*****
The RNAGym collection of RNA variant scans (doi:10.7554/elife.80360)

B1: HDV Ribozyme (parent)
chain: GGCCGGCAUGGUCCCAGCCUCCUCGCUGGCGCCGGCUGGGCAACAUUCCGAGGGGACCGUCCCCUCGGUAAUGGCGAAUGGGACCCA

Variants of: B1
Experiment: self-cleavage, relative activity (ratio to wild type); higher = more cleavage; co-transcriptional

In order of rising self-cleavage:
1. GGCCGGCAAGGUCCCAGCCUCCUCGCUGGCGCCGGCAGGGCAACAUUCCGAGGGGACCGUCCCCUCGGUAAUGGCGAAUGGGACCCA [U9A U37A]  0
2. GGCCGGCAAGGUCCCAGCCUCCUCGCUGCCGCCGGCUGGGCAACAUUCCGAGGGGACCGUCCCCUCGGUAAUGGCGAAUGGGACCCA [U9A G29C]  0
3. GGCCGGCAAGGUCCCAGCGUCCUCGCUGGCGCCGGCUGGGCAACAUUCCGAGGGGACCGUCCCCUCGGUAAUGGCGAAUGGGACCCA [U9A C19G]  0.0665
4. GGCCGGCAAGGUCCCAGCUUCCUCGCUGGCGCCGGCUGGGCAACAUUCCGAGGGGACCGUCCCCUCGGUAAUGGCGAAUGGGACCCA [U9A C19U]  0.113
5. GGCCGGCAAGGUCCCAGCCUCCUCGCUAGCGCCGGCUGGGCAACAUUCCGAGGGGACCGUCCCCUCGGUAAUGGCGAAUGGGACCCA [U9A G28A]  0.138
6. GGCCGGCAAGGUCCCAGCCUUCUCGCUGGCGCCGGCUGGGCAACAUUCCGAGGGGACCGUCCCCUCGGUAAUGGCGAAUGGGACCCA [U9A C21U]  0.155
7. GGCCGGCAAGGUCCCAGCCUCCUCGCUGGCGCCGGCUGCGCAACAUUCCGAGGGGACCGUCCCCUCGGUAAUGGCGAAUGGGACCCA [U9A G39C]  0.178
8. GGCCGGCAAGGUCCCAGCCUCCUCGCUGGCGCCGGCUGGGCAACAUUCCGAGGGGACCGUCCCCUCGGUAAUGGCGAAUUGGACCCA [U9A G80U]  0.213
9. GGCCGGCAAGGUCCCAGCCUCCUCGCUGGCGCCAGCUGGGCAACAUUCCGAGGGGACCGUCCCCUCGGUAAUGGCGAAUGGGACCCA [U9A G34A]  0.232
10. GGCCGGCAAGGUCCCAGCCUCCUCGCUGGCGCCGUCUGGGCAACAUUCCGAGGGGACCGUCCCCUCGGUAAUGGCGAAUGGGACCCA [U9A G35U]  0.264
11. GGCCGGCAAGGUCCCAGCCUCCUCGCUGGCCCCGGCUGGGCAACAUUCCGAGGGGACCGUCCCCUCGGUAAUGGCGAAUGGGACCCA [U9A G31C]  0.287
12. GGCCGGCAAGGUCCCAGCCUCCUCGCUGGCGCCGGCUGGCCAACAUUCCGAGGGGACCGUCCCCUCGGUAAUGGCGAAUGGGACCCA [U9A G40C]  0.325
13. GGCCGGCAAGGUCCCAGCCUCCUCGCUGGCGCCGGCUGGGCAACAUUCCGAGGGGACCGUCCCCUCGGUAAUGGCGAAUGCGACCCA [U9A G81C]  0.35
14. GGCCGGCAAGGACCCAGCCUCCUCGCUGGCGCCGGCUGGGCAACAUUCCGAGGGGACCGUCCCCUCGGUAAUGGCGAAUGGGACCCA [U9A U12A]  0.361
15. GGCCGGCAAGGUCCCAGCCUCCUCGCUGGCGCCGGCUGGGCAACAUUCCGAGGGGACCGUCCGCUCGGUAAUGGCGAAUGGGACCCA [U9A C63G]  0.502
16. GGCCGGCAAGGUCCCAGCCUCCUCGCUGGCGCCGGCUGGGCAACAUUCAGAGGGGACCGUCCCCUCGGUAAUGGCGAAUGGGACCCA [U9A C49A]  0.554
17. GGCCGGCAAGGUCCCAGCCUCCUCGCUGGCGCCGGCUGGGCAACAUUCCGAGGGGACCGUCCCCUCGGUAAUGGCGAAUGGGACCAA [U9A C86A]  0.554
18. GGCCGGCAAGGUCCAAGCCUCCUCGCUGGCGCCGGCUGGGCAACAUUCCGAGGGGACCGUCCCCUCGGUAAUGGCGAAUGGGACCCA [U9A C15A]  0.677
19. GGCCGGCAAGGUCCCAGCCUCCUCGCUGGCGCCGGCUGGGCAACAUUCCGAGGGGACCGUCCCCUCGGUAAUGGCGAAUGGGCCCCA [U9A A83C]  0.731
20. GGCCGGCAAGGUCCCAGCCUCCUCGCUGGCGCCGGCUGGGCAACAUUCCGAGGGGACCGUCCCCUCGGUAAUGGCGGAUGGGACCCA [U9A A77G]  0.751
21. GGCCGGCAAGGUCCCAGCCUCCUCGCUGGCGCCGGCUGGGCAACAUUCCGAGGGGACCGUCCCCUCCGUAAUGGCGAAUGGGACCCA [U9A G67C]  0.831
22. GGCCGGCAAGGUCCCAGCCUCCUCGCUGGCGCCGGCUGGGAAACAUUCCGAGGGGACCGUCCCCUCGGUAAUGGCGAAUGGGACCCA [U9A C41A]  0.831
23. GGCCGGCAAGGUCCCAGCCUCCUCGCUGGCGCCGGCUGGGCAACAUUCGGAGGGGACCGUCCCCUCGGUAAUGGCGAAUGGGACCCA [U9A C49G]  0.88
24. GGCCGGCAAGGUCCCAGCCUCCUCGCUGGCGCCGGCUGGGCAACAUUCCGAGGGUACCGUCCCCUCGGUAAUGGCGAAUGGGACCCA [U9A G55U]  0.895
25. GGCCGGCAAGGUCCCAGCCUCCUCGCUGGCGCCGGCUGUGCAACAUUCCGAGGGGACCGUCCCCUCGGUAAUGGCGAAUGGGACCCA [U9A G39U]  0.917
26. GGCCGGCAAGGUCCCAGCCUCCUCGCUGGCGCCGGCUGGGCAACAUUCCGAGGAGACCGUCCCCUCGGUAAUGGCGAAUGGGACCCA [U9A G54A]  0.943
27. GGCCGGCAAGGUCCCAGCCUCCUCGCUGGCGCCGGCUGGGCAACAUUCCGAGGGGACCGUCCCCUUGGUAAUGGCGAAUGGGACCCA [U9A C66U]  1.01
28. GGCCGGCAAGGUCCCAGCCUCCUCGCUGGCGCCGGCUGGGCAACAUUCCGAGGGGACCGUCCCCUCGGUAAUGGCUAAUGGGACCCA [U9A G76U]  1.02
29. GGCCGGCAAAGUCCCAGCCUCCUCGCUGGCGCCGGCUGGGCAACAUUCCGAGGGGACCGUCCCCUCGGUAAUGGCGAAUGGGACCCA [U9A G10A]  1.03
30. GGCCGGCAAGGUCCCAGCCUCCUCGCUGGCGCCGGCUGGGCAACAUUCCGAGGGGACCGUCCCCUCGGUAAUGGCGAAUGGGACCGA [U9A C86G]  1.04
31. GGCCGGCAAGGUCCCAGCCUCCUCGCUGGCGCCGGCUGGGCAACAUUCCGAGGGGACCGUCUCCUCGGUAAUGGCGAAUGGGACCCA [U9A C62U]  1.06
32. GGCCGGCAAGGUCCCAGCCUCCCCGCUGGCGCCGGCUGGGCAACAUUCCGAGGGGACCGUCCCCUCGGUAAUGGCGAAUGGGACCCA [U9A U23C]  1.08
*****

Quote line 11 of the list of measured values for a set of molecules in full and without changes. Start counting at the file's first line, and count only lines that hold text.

5. GGCCGGCAAGGUCCCAGCCUCCUCGCUAGCGCCGGCUGGGCAACAUUCCGAGGGGACCGUCCCCUCGGUAAUGGCGAAUGGGACCCA [U9A G28A]  0.138